Pushing Australia to change its attitude to people with disability
2 December 2020 at 6:58 pm
Meet the NFP working to ensure that there are more realistic inclusions of people with disability across all forms of media
Research has shown that the biggest barriers people with disabilities face are the negative and limiting attitudes held by the general community. This is something the Attitude Foundation has decided to tackle head on.
Set up in 2014, the Attitude Foundation is shaping a new understanding of disability through the promotion and development of media content that provides realistic portrayals of people with disability.
The aim is to have more stories about people with disability, told by people with disability – ultimately changing society’s attitude.
In particular, the foundation is hoping to challenge three common misconceptions: that people with disability are only objects of inspiration, pity or tragedy; that an individual’s diagnosis or impairment is the barrier to their participation in society; and that all impairments have obvious physical characteristics.
Foundation CEO Matt Field said he believed the media was the most powerful and quickest route to changing those attitudes.
“The first step to improving outcomes for all sectors of the community is to better represent diversity on our screens,” Field told Pro Bono News.
“That goes a long way to lifting the self-regard of people with disability but also to educate and inform society about some of the harmful attitudes or limiting attitudes [they hold].”
He said while there has been some improvements, there was still a long way to go.
He pointed to shifts in the UK and US, where there has been increasing representation of people with a variety of disabilities on screen.
“And not just in roles where the disability is relevant but where it is irrelevant as well,” Field said.
“That is starting to change here, but not fast enough.”
He said there was still a tendency to “fall back on old tropes” such as inspiring stories or pity stories, or even stories where people with disability are seen as the “evil cripple”.
“Those tropes that still exist out there are quite harmful,” he said.
“What we want to do is be at the forefront of producing types of media that promote a social model of disability and lead the way in the broader screen sector.”
To help achieve its aim, the foundation last year commissioned a three-part documentary series, Perspective Shift, to highlight the challenges for people with disability including experiences of marginalisation and discrimination and the unique perspectives people with disability bring to their chosen field or industry.
The first series explored the triumphs and trials of three of Australia’s top practitioners in the arts industries – actor Daniel Monks, artist Prue Stevenson and dancer Jana Castillo – who also happen to be people with disability.
To mark International Day of People with Disability on Thursday, the foundation is now looking to challenge young people in particular to contemplate the effect of unconscious bias and how best to address it.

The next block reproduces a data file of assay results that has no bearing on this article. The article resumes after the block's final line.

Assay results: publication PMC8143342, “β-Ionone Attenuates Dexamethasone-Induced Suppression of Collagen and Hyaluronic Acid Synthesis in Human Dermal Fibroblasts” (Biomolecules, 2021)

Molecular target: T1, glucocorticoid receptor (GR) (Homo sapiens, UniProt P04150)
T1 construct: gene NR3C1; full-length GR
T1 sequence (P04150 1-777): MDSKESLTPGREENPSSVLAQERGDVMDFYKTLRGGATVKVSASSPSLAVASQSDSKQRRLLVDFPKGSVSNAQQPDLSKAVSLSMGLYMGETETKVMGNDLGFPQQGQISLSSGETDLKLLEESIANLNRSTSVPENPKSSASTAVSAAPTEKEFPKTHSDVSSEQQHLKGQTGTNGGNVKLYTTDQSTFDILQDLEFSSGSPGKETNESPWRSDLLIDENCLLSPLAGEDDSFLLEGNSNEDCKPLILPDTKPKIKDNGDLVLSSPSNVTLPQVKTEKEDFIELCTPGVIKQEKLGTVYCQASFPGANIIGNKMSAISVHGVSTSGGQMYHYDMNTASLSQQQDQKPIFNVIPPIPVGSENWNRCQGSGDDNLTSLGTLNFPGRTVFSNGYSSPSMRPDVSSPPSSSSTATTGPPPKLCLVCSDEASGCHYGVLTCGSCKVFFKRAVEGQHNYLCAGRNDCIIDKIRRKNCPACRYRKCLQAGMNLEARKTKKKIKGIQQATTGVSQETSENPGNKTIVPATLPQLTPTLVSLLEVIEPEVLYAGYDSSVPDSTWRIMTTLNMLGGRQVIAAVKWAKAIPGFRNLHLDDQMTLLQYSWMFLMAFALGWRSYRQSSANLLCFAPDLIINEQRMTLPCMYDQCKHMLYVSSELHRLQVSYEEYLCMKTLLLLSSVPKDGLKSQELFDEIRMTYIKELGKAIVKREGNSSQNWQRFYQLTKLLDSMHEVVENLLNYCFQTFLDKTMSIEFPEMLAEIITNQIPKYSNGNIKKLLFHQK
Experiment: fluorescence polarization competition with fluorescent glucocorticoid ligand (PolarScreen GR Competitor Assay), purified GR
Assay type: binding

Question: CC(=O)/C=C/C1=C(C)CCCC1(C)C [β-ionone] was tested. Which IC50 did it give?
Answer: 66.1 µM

It has launched new learning tools for high schools to sit alongside the Perspective Shift TV series, providing students and teachers a way to discuss how disability is usually depicted by the media.
Field said it was a great opportunity for Australia’s young people to think about disability and inclusion with contemporary and interesting materials.
“If we are to change community attitudes to disability, it is vitally important that we change what young people are told about disability so we can see those important shifts in perspective become embedded in our future,” Field said.
After delays due to COVID-19 restrictions, the foundation is also wrapping up production on the second series of Perspective Shift, which will focus on three people with disability working in STEM sectors.
Field said the work they were doing behind the scenes was as important as the work on screen.
“Really the goal with the content is to document their employment journey and the barriers they have faced along the way but also to highlight successful, inclusive practice as well,” Field said.
From pre-producing to post-production, everything is done with accessibility and inclusivity front of mind, and the subjects are in control of the framing.
“In that way we’re presenting a case study for the broader media sector on what really good inclusive practice looks like on set and on screen as well,” Field said.
They are working to encourage production sets to think differently and be more accommodating to people with disabilities and to have a conversation with them about what they need in order to do their job effectively.
“At the end of the day it always comes back to what their needs are and what they need to do their job properly,” Field said.
But Field, who said they also have a podcast in the pipeline, cautioned that one project alone is not going to solve the problem.
“It is about implementing a sustainable model of content production where everything that goes out under our name is the best practice approach to creating media that improves outcomes for people with disability,” he said.
“It’s great that we produced the series and had some really good feedback, but is it the end of the journey? Absolutely not.”
SBS is screening the Perspective Shift series in the lead up to International Day of People with Disability.